Astbury Lecturer Biographies

Biography:  Prof. Sir Tejinder Singh Virdee, FRS

Tejinder (Jim) Virdee is Professor of Physics at Imperial College, London. After the UA1 experiment (1990), where W and Z bosons were discovered, Virdee concentrated on the physics and experimentation at CERN’s Large Hadron Collider. He is one of the two founding fathers of the Compact Muon Solenoid Collaboration (CMS) at the LHC and has played a major role in all phases of the experiment, from conception and design, through construction to the extraction of science that have already lasted around 25 years. He was involved in almost all the major choices made for the experiment and predictions of the physics performance. He pioneered some of the techniques used in its calorimeters crucial for the discovery of a Higgs boson announced by the CMS experiment in July 2012, along with the sister experiment ATLAS.

Virdee was the Spokesperson of the CMS Collaboration for three years, from 2007, a period that included the start of collision data taking, and was its Deputy Spokesperson from 1993 to 2006.

Virdee’s current work involves studies of the newly found Higgs boson, search for physics beyond the standard model of particle physics and the design of the upgrades of the CMS detector for very high luminosity LHC running that is due to start in mid-2020’s. He is pioneering a novel technique to replace CMS’ endcap calorimetry that uses silicon sensors and implements very fine lateral and longitudinal segmentation.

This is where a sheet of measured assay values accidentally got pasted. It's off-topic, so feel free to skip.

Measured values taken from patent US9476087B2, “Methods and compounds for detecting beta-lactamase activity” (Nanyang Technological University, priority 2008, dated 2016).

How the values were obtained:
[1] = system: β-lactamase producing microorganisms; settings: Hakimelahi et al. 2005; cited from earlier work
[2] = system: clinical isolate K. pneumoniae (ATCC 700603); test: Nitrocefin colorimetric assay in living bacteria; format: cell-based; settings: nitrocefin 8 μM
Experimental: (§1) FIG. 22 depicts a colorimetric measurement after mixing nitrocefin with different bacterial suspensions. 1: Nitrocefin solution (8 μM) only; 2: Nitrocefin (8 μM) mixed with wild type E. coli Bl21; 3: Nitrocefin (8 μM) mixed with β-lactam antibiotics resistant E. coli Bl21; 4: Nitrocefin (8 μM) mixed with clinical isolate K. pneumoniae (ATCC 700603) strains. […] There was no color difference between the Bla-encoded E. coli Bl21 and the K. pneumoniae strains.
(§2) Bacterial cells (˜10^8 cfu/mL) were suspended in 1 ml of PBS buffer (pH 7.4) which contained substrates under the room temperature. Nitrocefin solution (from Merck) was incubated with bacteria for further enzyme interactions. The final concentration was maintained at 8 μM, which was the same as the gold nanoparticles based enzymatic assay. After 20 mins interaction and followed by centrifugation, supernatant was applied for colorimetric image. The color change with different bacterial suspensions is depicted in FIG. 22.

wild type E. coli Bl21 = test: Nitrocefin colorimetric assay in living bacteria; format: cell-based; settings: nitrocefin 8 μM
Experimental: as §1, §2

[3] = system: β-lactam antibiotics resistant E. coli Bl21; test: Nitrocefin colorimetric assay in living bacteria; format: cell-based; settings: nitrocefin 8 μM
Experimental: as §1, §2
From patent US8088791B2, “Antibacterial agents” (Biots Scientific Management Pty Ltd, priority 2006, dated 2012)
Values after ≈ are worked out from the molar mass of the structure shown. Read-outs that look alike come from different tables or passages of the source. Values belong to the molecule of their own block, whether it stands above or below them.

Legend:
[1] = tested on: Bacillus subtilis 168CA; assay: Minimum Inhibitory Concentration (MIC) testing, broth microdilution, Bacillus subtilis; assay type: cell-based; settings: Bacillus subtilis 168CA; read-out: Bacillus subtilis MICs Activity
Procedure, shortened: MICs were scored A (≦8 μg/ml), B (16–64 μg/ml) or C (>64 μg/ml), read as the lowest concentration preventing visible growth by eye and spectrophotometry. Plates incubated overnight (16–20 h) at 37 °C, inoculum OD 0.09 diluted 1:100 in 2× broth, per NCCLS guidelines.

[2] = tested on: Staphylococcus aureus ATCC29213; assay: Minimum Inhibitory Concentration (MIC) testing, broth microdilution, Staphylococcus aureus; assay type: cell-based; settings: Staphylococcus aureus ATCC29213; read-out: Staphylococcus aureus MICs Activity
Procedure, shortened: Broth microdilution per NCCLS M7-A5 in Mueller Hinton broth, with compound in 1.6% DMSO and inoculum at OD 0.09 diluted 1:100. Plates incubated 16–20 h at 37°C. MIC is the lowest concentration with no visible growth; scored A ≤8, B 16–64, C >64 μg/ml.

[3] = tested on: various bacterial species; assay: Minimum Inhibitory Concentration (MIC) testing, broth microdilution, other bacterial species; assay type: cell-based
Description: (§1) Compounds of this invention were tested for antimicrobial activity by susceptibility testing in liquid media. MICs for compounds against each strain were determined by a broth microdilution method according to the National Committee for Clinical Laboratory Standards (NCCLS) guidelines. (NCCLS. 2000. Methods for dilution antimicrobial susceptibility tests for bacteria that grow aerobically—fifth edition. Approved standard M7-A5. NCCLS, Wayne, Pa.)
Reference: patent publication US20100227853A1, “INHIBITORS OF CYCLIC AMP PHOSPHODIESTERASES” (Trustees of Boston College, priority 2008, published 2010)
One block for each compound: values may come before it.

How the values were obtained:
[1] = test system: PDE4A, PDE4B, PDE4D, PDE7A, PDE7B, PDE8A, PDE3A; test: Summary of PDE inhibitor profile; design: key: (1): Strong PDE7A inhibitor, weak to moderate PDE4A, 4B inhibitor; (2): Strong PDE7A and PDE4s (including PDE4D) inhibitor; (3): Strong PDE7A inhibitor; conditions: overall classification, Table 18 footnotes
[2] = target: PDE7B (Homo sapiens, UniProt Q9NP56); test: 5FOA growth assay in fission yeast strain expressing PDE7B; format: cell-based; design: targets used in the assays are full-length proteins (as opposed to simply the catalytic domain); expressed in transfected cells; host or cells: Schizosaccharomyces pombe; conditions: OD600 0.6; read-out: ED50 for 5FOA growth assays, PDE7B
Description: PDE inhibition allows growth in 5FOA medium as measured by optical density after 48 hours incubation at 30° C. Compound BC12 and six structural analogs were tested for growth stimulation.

Amongst the prizes he has won is the 2009 UK Institute of Physics (IOP) Chadwick Medal and prize, the 2013 European Physical Society-HEPP prize, the 2013 Fundamental Physics Prize and the 2015 IOP Glazebrook Medal and Prize.

Virdee was elected to the Fellowship of the Royal Society in 2012 and was made Knight Bachelor in the 2014 Queen’s Birthday Honours List.